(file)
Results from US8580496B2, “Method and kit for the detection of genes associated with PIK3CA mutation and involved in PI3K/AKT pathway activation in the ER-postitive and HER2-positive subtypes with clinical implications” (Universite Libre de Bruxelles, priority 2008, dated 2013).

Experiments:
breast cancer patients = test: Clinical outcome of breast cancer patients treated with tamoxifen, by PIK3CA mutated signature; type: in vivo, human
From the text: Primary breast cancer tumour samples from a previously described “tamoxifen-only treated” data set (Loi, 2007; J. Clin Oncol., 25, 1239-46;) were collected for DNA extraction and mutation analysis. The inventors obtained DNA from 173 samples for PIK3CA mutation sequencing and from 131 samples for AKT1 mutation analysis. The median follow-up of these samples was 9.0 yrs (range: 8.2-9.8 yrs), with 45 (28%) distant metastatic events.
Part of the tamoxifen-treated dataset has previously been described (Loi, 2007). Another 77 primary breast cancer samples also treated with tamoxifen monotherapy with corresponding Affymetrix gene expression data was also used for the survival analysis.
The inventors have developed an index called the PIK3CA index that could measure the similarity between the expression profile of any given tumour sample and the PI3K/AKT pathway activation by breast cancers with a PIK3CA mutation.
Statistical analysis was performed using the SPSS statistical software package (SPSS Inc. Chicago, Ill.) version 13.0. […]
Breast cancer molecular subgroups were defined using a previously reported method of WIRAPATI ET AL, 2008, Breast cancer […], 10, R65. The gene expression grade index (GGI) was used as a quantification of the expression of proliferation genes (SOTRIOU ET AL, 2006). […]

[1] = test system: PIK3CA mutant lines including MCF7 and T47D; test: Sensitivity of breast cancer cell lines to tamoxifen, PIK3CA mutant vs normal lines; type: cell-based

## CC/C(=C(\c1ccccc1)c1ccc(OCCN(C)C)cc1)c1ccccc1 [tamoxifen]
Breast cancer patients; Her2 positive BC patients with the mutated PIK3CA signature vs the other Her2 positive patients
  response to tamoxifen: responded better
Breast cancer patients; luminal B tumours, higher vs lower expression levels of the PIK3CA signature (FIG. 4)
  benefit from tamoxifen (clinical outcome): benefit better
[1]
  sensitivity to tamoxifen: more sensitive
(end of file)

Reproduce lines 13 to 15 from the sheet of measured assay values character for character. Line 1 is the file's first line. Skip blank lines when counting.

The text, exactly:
Breast cancer patients; luminal B tumours, higher vs lower expression levels of the PIK3CA signature (FIG. 4)
  benefit from tamoxifen (clinical outcome): benefit better
[1]